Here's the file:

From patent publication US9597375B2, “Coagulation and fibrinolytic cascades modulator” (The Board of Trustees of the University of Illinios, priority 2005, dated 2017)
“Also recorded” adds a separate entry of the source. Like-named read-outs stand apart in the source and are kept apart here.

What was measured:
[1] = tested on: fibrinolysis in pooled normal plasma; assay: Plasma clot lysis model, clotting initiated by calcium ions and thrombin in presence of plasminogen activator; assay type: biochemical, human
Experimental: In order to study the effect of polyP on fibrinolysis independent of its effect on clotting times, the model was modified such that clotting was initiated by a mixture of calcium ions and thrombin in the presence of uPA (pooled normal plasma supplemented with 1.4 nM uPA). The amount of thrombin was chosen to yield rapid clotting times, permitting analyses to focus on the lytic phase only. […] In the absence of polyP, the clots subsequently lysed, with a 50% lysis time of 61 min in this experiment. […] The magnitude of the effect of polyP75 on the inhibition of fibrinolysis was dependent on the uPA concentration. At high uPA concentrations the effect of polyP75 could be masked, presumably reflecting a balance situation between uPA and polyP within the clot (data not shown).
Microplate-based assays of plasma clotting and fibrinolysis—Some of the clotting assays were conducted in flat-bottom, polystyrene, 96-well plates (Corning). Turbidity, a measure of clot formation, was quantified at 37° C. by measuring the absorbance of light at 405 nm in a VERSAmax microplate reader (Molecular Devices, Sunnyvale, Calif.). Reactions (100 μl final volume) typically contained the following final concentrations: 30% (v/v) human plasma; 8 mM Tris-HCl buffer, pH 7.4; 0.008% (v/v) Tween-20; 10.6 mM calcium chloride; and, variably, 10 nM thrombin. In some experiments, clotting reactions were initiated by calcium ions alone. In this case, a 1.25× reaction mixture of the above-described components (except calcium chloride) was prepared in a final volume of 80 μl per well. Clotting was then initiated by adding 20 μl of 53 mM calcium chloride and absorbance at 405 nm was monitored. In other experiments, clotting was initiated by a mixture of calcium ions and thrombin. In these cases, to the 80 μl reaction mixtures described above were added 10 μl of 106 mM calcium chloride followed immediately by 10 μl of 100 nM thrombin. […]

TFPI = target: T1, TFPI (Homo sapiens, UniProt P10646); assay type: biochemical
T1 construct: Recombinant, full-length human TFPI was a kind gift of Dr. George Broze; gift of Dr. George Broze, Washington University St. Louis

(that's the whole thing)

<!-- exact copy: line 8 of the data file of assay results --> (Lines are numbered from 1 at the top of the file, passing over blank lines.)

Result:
T1 construct: Recombinant, full-length human TFPI was a kind gift of Dr. George Broze; gift of Dr. George Broze, Washington University St. Louis